Published On: Mon, Aug 20th, 2012


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Ila Patnaik is one of the well-known economists in India. She’s currently a professor at the National
Institute of Public Finance and Policy, Delhi. On March 27 of this year, the Indian Express newspaper
carried an opinion article by her entitled “The Gold Tax” that offered a welcome new perspective on
India’s high consumption of gold in the backdrop of recent economic developments. The article was
focused mainly on the distortions likely to arise from the recent move to double the custom duty on
imports of gold. But, in getting to her point, Prof. Patnaik also takes the trouble to go into the wider
historical and cultural context to our longstanding fascination for gold. In the process, she offers vital
insight into the critical role played by gold as a financial asset.

Prof. Patnaik begins with the categorical assertion that the recent increase in custom duty on the import
of gold and RBI’s move to reduce the loan-to-value ratio of gold loans given by NBFCs will hurt the poor.
And she cites many reasons in support of this statement. For instance, a simple truth often ignored is
that gold is not merely a consumption good but also a financial asset, especially to the poor who are
excluded from mainstream finance. What’s more, gold is particularly important in shifting power within
poor families to women who get ownership of a financial asset that is liquid, and also doubles up as an
excellent collateral when taking a loan. Seen from this angle, gold is about women’s empowerment by

Prof. Patnaik then examines the question why gold continues to attract high demand in India. Her
analysis has a broad sweep. Firstly, she links it to our failure in pursuing financial reforms and achieving
financial inclusion. Consequently, a very large proportion of households in India are unable to save
money in banks, either because there are no accessible bank branches, or because the amounts
involved are too meagre to be of interest to the banks. In these circumstances, gold ends up playing a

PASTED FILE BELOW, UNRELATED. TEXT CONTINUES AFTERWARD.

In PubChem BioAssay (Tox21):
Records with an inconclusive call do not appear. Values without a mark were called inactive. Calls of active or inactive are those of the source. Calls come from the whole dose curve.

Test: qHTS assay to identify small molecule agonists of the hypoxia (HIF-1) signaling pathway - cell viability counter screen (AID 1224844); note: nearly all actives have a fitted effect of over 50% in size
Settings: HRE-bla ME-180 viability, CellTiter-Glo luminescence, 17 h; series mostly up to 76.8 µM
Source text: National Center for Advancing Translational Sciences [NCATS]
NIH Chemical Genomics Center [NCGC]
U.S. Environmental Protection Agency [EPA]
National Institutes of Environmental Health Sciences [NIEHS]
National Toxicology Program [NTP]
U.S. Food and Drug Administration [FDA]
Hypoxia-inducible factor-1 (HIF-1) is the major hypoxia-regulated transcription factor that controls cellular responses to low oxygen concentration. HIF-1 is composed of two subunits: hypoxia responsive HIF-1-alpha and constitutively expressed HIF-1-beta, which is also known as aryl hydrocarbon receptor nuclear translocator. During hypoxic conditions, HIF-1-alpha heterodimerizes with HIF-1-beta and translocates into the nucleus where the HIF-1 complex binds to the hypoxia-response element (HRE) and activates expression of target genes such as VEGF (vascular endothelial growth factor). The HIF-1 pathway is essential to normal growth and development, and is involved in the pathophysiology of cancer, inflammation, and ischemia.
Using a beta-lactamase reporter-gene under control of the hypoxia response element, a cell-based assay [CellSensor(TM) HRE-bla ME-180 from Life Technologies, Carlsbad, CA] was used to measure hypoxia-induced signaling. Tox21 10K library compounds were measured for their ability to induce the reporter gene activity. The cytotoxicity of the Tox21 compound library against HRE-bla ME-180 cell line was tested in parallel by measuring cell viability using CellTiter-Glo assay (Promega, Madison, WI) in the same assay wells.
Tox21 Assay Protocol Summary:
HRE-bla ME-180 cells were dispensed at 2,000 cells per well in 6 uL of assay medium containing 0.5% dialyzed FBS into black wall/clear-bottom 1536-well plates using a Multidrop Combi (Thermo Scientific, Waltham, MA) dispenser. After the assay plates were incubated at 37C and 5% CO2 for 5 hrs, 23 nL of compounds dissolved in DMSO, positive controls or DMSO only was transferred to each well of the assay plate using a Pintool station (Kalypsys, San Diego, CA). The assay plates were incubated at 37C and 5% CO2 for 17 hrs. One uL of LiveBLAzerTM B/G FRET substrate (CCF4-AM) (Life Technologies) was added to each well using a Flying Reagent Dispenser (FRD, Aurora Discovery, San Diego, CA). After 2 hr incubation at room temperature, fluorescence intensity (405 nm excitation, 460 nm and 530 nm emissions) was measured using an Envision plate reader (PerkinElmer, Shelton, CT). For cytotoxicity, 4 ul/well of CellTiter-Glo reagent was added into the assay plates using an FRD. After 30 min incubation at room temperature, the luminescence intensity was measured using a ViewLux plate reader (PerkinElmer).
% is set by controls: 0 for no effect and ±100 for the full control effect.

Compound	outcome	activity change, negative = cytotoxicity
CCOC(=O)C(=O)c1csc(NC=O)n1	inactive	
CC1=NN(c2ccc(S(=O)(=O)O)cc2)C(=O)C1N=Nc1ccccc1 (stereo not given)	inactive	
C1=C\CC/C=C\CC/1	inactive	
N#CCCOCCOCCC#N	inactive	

crucial part in financial transactions. And, so long as we do not achieve significant financial inclusion, we
have no real option but to respect the role that gold plays for the poor. Secondly, she points to India’s
failure to build trustworthy paper money as another important factor which pushes households towards
gold. In an environment of persistent inflation, the public loses faith in cash, and gold is seen as a natural
hedge against inflation. In fact, even for those who have access to banks, the real rate of return on their
savings is negative after accounting for inflation. In contrast, savings in the form of gold carries the hope
that the gold price will keep up with inflation, and the family will get a loan against gold in a time of

According to Prof. Patnaik, there are many districts where up to 90% of the population does not have
access to organised credit. In these areas, the best way to borrow is by mortgaging gold. In earlier
days, this was done at a local moneylender but these days, she notes, it’s more likely to be a gold
loan company where interest rates are lower. She’s of the opinion that the recent RBI stipulation on
increasing the LTV will reduce the usefulness of gold as a financial asset that can be used in times of
need. She is categorical that this will hurt the poor who will now be driven back to informal loans from
moneylenders or goldsmiths on more adverse terms.

Prof. Patnaik counsels the RBI to recognise the fundamental problems in banking, and focus on building
a banking system that offers positive real rates of interest. If higher imports of gold are becoming
unsustainable, she asserts that the problem has to be solved by increasing financial inclusion and by
keeping inflation low and stable. The importance of gold, she reiterates, cannot be curbed simply by
having the taxman knock on our doors or by making it harder for NBFCs to give gold loans.

In many ways, this article by Prof. Ila Patnaik constitutes a landmark. Perhaps for the first time ever,
a mainstream economist has recognised the importance of gold in the Indian economic environment
and chosen to speak out in favour of gold loans. So far, gold loans have fallen under the radar of India’s
mainstream economists.

The reasons are not hard to figure out. For long, gold was thought of as an unproductive asset and
hence savings in the form of gold were considered a loss to the productive economy. Much of the trade
in gold takes place in cash and accurate data is hard to come by. Economists who love to swear by data
were consequently happy to ignore the subject altogether. Besides, the importance given to gold in the
Indian social and cultural context has no parallel anywhere else in the world. And so, in the matter of
scholarly research into gold and gold loans, there are no readymade templates to fall back on, nor has
anyone stepped forward so far to don the mantle of a pioneer in researching this field. In that sense,
Prof. Ila Patnaik has broken the mould. She deserves our appreciation.


“The Gold Tax” by Ila Patnaik, Indian Express, March 27, 2012, available online at:



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